Wuthnow’s (1994) widely cited work on support groups in American society provides a useful source of information on what people hope to get when they turn to sacred literature for assistance. This work is relevant because Wuthnow (1994) devotes considerable attention to Bible study groups, which are formal groups in religious institutions that are designed to help people learn about their faith by discussing scriptures and other religiously oriented literature. Wuthnow (1994) reports that an important function of Bible study groups is to help people deal with personal crises. This is accomplished by helping people deepen their faith and develop more realistic and mature ways of thinking about the nature of God. A more mature view of God includes trusting in Him and believing that what has happened is part of His plan for helping those who are in need. This function corresponds closely to Pargament’s notion of a benevolent religious reappraisal coping response (Pargament et al. 2000). As Pargament and his colleagues argue, benevolent religious reappraisals do not deny the reality of the seriousness of an event (Pargament et al. 2000). Instead, this type of coping response helps a person reframe the meaning of a stressful situation by placing it in a larger more positive and hopeful religious context. Based on these insights, the second goal of the current study is to see whether turning to sacred literature is associated with greater use of benevolent religious coping responses.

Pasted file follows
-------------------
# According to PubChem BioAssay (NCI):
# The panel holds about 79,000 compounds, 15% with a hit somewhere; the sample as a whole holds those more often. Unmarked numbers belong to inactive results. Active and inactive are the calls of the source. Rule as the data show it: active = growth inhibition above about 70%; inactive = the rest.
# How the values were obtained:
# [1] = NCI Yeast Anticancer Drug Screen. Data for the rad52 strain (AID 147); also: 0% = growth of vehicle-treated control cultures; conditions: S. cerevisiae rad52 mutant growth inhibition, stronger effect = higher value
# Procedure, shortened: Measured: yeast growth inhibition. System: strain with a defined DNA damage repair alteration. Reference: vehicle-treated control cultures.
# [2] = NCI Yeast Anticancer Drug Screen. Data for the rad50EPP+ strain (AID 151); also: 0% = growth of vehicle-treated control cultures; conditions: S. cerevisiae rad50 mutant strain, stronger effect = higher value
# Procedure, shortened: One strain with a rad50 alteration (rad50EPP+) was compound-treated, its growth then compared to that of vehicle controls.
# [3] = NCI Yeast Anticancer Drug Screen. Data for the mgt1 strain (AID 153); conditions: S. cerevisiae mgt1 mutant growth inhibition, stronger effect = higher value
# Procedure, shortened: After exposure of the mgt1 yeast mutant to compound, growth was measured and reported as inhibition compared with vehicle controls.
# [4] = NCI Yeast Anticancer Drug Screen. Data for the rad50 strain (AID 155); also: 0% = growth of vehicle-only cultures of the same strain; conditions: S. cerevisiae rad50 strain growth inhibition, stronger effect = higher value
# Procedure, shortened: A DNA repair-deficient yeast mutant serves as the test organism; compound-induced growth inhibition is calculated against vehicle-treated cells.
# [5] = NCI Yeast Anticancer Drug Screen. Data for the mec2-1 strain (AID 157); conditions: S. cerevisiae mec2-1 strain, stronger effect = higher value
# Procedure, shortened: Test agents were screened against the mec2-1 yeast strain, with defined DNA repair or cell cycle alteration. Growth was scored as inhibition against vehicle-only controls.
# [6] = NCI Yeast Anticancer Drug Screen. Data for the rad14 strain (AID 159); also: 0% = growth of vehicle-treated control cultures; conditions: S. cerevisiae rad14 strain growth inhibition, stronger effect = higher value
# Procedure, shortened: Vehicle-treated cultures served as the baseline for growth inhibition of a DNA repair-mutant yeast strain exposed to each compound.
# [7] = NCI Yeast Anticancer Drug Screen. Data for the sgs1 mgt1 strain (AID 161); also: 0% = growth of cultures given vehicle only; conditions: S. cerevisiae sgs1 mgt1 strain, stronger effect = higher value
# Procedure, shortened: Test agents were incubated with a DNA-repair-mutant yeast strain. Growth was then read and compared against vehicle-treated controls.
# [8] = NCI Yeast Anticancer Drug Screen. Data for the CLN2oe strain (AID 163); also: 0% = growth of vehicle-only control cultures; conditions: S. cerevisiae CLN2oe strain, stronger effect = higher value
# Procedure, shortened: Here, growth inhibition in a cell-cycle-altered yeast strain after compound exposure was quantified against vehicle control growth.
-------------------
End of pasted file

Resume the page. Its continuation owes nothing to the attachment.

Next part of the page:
Pursuing this second goal is important because it highlights an understudied dimension of religious coping and represents a shift in thinking about reading the Bible. Instead of being a form of instructional religious practice or discipline, reading the Bible in this context becomes a way of coming to terms with one’s own life problems. Based on the discussion that has been provided up to this point, we view reading religious literature as a religious coping resource in its own right. Similarly, benevolent religious reappraisals are also construed as a religious coping resource. By linking the two empirically, we aim to show that one religious coping resource (i.e., reading the Bible) serves as a gateway for a second religious coping resource (i.e., adopting benevolent religious reappraisals). The two differ in that one (Bible reading) is a more distal factor, while the other (benevolent appraisals) is a more proximal factor in the coping process. However, they are similar because when they are taken together, they provide a richer conceptual view of the way in which people may use their faith to deal with adversity: they rely on multiple religious coping resources, not just one and they may activate these resources in a sequential manner.

We were unable to find any studies in the literature that examine the association between reading the Bible and benevolent religious coping responses. However, research by Vishkin and his colleagues provides some support for examining this relationship (Vishkin et al. 2006). These investigators report that individual who are more religious are more likely to use general cognitive reappraisal coping responses. Our work attempts to bring this relationship into sharper focus by examining one specific dimension of religion that may be involved in this relationship (i.e., Bible reading) and coping responses that are more explicitly religious in nature (i.e., benevolent religious reappraisals).